Back in 2004, the original Crimson Room appeared as a free Flash game online. It was one of the first widespread examples of the “escape” genre that seemingly dominated the Flash landscape for the latter part of the decade. Fast-forward 12 years, and the sequel has arrived. Crimson Room: Decade is a point-and-click adventure puzzler that takes place in a tiny red room on a ship (as the name suggests).
I literally just finished this, and am thus still steeped in the frustration that such a game can cause, and while I would normally not review any other type of game with that mindset, I feel that puzzle games are an exception. How else can I truly relay my experience? Solving the puzzles gives a sense of accomplishment, but what comes before that?
I used to think I’d be a cinch in a real-world escape room, but now I’m not so sure.
I think my impression can best be summed up like this: A friend asked me what I was doing, earlier. I told him I was playing a game for review, and he asked me how it was. I didn’t want to reveal the game I was playing, but I didn’t want to be dismissive. So I said, “Well, it was basically a nightmare followed by a fever dream. It wasn’t actually scary, just kind of frustrating and dense, like running through glue and getting free only to have a cow lick your face and then have your teeth fall out.”
The background story for Crimson Room: Decade is actually displayed in full text as soon as the game begins, but in the interest of keeping a little bit of mystery, I’ll sum it up instead of posting a screenshot. François Gordot was a man traveling on a large ship called The Crimson after spending some time in Paris. He was returning home to his wife and unborn child (a son, it was presumed), and the story found within the game is told using his journal entries while aboard the ship. The Crimson sinks, but is salvaged 90 years later, and François’s grandson, Jean-Jacques, decides to investigate the room in which his grandfather spent his last days, to discover what happened. This is normally where “…and then things went horribly wrong…” would go. I mean, I don’t know how it was for Jean-Jacques, obviously, but he would have at least been able to crawl under the bed and solve half the puzzles immediately, so he would have had that going for him.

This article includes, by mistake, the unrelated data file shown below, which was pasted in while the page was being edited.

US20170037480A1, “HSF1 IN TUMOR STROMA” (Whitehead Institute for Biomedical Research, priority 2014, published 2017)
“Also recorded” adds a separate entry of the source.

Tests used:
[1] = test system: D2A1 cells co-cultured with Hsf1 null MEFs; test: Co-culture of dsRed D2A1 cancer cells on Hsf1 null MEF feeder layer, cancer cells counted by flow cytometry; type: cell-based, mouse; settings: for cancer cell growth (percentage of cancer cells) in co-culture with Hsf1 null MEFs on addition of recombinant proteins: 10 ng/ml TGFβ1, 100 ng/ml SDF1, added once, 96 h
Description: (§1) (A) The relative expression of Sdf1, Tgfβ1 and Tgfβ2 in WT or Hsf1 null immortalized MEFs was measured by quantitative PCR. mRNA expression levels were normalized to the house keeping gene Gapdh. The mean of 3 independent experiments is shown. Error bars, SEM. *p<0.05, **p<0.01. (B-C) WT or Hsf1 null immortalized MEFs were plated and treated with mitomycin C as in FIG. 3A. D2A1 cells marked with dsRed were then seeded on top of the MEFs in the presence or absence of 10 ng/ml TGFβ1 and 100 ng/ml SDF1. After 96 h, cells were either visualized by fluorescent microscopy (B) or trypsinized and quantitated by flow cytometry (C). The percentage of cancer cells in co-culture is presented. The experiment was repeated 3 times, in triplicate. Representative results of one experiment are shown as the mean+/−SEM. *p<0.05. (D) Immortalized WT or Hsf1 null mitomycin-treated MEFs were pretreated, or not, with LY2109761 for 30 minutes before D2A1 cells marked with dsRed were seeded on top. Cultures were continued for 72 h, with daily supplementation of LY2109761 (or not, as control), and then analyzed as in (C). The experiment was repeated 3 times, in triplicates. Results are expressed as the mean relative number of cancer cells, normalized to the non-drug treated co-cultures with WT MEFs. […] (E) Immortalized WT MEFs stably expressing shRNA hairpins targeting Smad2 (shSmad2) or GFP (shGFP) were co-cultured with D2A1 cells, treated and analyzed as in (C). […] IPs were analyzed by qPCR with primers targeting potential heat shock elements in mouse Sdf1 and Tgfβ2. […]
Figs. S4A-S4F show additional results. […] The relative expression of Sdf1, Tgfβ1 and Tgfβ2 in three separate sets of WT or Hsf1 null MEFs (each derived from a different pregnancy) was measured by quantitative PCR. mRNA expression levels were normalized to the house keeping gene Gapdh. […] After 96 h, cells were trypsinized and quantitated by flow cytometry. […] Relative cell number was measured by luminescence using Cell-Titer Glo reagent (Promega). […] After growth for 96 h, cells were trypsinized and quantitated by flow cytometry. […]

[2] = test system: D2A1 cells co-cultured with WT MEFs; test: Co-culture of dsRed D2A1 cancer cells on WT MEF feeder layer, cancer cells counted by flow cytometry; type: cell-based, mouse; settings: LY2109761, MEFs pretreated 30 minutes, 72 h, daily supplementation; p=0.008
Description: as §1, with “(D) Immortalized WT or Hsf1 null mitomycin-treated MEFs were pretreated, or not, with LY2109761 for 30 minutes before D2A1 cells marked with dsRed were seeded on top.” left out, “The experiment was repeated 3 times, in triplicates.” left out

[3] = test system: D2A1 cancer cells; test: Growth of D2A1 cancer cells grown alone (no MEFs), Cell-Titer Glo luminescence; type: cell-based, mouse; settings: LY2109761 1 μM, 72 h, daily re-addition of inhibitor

You click on things, you explore the (itty bitty) room via WASD, you crouch via “shift” to grab items on the floor, and in between all of this reaching and reading and clicking on all the things, everywhere, you try to figure out what in the hell you’re supposed to do with a china bowl and a pocket knife. And getting that pocket knife? Oh, lord, don’t get me started. I don’t understand how people make the “walkthrough” videos and guides so quickly for these games, but I am eternally grateful for one particular guide, else I wouldn’t be able to piece together a fair review on the game as a whole. So thank you, Denizen of the Internet, for diligently recording every single little thing you did until you found the right combination. I am horribly out of practice parsing the kind of nonsense logic needed to solve these puzzles.
I am not saying this is a bad game. What I am saying is that if you don’t have a lot of patience, you’re gonna have a bad time. And when I say “…like running through glue,” by the way, I mean in terms of how the game controls. You can make the mouse movement smooth, and adjust the mouse sensitivity, but it didn’t seem to matter much. I either missed targets because I overshot them, or I missed them because I was desperately trying to overcome a jerkiness that made me miss the old “click an arrow to see another angle” method the Flash games employ.